b

India is a country where Sheikh Lights a diya on Diwali, Nancy loves Sheer Kurma, and little Pooja hangs a sock in hope of getting gifts from Santa Clause. India is a country where people actually end up marrying someone they have never seen, only because they trust their parents. India is a country where women think tying a thread around a tree ensures a long-life for their husbands. And then they say, we are intolerant!

The problem is that sometimes India is too tolerant.

Culture of Politics or Politics of Culture?

Now that Gandhi Jayanti is over, we can all get back to bribing that traffic hawaldar, lying at the drop of a hat, and spitting on that newly painted wall! Not that yesterday we did not indulge (cheers to all those who managed to have a drink), but at least there was a national sentiment as such!

For all those who were high- of course because of Friday holiday- I will remind you that yesterday marked the 146th birth anniversary of Mahatma Gandhi, 111th birth anniversary of Lal bahadur Shastri, and the 1st anniversary of Swachch Bharat Abhiyan. It was basically a day of trending Gandhiji on twitter, leaving for Goa for the long weekend, and using Gandhian messages for political good!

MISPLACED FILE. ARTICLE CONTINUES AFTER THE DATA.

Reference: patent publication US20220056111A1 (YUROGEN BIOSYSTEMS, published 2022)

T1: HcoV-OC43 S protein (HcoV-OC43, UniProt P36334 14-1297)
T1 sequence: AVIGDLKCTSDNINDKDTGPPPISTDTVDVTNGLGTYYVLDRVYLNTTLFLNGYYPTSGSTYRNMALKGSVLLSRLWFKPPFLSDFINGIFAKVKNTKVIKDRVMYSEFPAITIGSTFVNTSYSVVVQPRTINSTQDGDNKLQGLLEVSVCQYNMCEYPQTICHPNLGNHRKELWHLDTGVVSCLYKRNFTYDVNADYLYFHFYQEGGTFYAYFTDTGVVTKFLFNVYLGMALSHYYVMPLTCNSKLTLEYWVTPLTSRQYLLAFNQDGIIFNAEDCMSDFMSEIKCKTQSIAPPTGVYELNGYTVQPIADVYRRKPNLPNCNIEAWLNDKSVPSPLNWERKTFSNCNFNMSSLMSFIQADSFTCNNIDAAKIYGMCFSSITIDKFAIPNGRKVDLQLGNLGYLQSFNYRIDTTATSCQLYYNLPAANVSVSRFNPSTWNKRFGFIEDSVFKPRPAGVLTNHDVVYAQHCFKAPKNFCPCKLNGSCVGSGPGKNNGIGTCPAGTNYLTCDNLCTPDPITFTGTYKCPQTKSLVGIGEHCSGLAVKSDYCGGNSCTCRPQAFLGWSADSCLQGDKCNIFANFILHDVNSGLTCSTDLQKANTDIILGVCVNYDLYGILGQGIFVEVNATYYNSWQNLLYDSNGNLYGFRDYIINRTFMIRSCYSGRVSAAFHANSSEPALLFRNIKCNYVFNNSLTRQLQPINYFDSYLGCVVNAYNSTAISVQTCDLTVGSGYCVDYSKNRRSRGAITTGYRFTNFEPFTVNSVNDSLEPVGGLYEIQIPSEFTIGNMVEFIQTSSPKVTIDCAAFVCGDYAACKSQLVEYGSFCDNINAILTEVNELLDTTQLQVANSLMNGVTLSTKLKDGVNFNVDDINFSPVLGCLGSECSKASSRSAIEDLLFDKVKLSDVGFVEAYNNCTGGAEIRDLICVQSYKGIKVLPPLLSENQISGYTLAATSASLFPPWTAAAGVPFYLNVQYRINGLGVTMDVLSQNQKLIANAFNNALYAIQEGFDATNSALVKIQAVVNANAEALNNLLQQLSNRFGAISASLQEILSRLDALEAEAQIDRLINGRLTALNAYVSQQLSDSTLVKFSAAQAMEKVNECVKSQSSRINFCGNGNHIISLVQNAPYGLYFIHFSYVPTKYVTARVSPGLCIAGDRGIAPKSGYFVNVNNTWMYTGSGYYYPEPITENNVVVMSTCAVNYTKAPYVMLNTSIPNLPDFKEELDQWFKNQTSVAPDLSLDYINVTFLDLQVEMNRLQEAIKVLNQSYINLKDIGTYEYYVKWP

I feel this is one topic on which a lot is written, a lot is filmed, a lot is said and quoted, and a little is acted upon! Actually, in retrospect, I will take my words back. I feel we are doing our best to act on all Gandhian principals! No, seriously! For example, Gandhi’s philosophy was based on principal of Swadeshi, and we firmly believe in Vasudhaiva Kutumbakam (One World Family). All it takes is to know how and when to put two and two together!

Gandhian thinking is essentially about a sustainable way of life, an economic system based on trusteeship and a society in which everyone gains rather than the few become rich at the expense of the many. It is a complex, inter-related system of thought. We are so on the right path –which is made by our government. Hence, the delay!